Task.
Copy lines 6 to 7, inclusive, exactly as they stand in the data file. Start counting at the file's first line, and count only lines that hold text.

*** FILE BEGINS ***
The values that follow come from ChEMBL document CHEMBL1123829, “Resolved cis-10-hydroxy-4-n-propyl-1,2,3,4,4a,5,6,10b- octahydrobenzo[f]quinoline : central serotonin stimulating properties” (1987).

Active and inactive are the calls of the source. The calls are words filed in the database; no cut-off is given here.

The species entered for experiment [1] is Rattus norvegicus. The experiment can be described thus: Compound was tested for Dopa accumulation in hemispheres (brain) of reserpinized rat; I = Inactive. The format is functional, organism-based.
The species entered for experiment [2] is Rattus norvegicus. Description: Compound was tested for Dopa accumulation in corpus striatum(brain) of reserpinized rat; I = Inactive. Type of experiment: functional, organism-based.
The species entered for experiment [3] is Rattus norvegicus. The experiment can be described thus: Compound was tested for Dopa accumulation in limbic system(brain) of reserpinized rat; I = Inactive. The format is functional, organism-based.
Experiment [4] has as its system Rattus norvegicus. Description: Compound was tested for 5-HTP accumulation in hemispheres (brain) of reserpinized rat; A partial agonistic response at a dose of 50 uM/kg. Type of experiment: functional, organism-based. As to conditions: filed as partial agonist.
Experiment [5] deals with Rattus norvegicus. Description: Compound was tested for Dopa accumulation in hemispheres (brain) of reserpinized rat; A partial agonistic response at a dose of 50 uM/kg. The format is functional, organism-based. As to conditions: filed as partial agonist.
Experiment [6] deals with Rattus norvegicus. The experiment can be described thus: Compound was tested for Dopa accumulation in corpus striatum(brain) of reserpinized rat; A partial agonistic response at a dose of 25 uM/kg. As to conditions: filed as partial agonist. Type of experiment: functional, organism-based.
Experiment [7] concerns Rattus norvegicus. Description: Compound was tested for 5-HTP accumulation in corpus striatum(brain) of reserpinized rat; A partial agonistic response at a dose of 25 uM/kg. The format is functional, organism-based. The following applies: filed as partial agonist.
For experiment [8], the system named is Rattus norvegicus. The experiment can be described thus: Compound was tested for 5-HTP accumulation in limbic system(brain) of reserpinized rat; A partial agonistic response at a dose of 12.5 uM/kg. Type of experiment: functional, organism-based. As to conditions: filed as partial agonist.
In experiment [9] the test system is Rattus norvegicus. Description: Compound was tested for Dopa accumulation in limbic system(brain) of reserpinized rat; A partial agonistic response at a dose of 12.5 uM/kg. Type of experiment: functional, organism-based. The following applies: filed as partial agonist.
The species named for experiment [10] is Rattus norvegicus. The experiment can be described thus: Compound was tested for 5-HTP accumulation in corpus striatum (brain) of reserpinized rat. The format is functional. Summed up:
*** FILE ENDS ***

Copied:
Experiment [4] has as its system Rattus norvegicus. Description: Compound was tested for 5-HTP accumulation in hemispheres (brain) of reserpinized rat; A partial agonistic response at a dose of 50 uM/kg. Type of experiment: functional, organism-based. As to conditions: filed as partial agonist.
Experiment [5] deals with Rattus norvegicus. Description: Compound was tested for Dopa accumulation in hemispheres (brain) of reserpinized rat; A partial agonistic response at a dose of 50 uM/kg. The format is functional, organism-based. As to conditions: filed as partial agonist.